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Publication Briefs

Evidence Report Suggests Prostate Screening Does Not Reduce Prostate Cancer or All-Cause Mortality


  • Prostate cancer screening did not result in a statistically significant reduction in prostate cancer-specific or all-cause mortality.
  • One of the studies in this review showed a marginally significant benefit for prostate cancer screening among a subgroup of men aged 55 to 69. Among this group, it was reported that 1,410 men would need to be screened, with 48 men needing prostate cancer treatment, to prevent one additional death from prostate cancer during a 9-year period.
  • Any benefits from prosate cancer screening may take up to 10 years to accrue; therefore, the authors suggest that men with a life expectancy of less than 10 to 15 years should be informed that screening for prostate cancer is unlikely to be beneficial.
  • None of the studies reviewed provided detailed assessment of the effect of screening on quality of life or costs associated with screening.

Prostate cancer is a leading cause of morbidity and mortality, but screening for this disease requires that diagnostic tests be performed in the absence of any symptoms or indications of the disease. Screening for prostate cancer has generated considerable debate within the medical and broader community, as demonstrated by varying guideline recommendations. Much of this debate is due to the limited availability of high quality research and the influence of false-positive or false-negative results generated by the use of screening techniques, i.e., digital rectal exam (DRE) and prostate-specific antigen (PSA) blood test. In a 2006 review of the evidence conducted by the authors, they identified insufficient evidence to either support or refute the use of routine screening for prostate cancer. This article presents findings from their updated study, in which investigators sought to determine whether population-based screening reduces prostate cancer-specific mortality and/or all-cause mortality. They also examined its impact on quality of life, including adverse events (e.g., harms of screening from false-positive or false-negative results). Conducting an evidence-based review of the literature, investigators report on five (non-VA) randomized controlled trials with a total of 341,351 participants. The age of participants ranged from 50 to 74, and duration of follow-up from 7 to 15 years.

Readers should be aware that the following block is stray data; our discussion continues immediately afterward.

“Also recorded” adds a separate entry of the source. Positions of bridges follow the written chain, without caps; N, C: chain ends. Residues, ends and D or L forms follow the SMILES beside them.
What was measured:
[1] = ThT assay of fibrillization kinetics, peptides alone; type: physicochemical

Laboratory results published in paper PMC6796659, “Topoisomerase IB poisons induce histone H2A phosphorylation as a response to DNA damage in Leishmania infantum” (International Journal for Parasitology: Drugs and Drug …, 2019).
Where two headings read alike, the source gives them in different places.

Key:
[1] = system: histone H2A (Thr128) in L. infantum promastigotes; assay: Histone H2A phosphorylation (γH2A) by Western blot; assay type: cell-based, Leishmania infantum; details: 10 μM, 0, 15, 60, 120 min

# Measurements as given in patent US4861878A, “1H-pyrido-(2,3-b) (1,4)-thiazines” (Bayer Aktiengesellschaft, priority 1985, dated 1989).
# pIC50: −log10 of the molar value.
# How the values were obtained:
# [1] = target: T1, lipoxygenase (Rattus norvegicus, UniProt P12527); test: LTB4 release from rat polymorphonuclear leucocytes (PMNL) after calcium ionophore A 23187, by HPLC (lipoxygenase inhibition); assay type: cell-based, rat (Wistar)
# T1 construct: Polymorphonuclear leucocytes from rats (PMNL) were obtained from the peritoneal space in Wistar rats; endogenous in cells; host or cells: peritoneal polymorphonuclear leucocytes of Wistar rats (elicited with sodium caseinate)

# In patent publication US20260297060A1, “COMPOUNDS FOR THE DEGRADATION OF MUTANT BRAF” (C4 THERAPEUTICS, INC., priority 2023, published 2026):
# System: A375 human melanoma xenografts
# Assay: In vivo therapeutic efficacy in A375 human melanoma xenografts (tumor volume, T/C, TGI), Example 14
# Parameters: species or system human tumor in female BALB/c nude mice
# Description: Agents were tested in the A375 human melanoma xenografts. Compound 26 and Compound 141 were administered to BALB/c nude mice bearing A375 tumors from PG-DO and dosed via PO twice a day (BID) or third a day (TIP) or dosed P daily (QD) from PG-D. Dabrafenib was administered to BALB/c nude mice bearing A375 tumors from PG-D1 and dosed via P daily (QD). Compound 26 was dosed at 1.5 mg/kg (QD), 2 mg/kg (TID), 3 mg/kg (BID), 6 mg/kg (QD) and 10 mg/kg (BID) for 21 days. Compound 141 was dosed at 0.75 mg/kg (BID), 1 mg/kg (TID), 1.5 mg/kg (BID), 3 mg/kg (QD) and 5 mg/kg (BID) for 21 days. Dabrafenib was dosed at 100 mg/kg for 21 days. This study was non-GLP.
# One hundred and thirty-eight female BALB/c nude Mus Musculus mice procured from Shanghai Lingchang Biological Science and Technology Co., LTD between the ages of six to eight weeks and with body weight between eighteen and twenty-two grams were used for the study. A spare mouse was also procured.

• The authors suggest the need for further long-term follow-up from existing trials to gain a better understanding of the impact of screening on adverse events, quality of life, and medical care costs. Additional research also is required to further identify the psychosocial aspects of screening, patient knowledge and uptake of screening, as well as clinician perspectives and needs with respect to screening.

Dr. Wilt is part of HSR&D’s Center for Chronic Disease Outcomes Research, Minneapolis, MN.

Ilic D, O’Connor D, Green S and Wilt T. Screening for Prostate Cancer. Cochrane Database of Systematic Reviews September 2010

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HSR requires notification by HSR-funded investigators about all articles accepted for publication. These journal articles are reviewed by HSR and publication briefs or summaries are written for a select number of articles that are then forwarded to VHA Central Office leadership to keep them informed about important findings or information. Articles to be summarized are selected by HSR based on timeliness of the findings, interest of leadership, or potential impact on the organization. Publication briefs are written for only a small number of HSR published articles. Visit the HSR citations database for a complete listing of HSR articles and presentations.

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